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B.C. fraudster who lured investors with promise to help homeless fined by securities regulator

Canadian cash is shown. ( Canadian cash is shown. (

A Vancouver woman whose company duped investors by promising big returns on real-estate deals that would house the homeless has been ordered to pay nearly $626,000 after the British Columbia Securities Commission deemed the operation a Ponzi scheme.

The commission found Cherie Evangeline White committed fraud, obstructed justice and illegally sold more than $1 million worth of shares in her company, KingdomInvestments2015 Inc., formerly known as KingdomRealty Inc. and Kingdom Investments Inc.

The company, which White controlled as the owner and chief executive, promised investors financial returns of between 10 and 30 per cent by "fixing and flipping" residential properties at a profit.

Many investors were lured by the prospect of helping to house people facing barriers such as addictions and homelessness, while others were attracted by White's profession of "shared spiritual values" and her "calculated use of faith-related" logos and language, according to the commission.

Instead, White and her company used investor funds to repay earlier investors, which the commission's tribunal determined was "consistent with a Ponzi scheme."

Other investor funds went to repaying a personal loan from White's stepfather, the panel found.

White created a false sense of urgency among investors, "going so far as to accompany one investor to their financial institution in order to facilitate payment … despite attempts by staff at such institution to warn such investor," the three-member panel wrote in its decision on Friday.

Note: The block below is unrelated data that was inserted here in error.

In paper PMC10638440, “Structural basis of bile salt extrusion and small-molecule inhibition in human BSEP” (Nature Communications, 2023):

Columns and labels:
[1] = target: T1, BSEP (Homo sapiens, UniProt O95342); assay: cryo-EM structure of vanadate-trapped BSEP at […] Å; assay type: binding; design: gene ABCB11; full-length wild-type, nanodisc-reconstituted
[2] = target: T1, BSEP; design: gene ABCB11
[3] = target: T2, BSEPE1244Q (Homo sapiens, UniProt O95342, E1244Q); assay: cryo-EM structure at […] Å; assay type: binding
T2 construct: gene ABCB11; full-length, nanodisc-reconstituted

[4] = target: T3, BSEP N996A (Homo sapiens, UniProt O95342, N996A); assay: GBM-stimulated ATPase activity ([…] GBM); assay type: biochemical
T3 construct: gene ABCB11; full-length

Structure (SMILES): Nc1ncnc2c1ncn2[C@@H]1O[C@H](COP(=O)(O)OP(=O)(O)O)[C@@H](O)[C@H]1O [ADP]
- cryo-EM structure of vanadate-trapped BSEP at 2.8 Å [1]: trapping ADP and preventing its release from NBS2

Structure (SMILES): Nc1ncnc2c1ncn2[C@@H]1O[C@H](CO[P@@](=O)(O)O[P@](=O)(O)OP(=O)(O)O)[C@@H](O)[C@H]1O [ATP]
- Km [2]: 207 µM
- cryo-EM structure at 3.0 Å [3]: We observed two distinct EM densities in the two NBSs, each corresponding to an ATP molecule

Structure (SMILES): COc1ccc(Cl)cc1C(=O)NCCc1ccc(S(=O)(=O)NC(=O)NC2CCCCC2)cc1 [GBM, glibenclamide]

All told, White's investors incurred $776,000 in losses as a result of the fraud and the illegal distribution of more than $1.18 million in shares in her company.

She also obstructed justice when she failed to provide documents and information demanded by securities commission staff during a compelled interview, the tribunal ruled.

White and her company "did not co-operate fully in the enforcement process, have shown little to no remorse for their actions or the damages caused by them, and have failed to demonstrate any understanding of their misconduct or its impact," according to the ruling.

In addition to the $625,771 in penalties and reimbursements the commission ordered White to pay, she was also permanently banned from participating in B.C.'s investment market, except as an investor.

Kingdom was likewise permanently prohibited from trading its shares or engaging in any promotional activity. Top Stories

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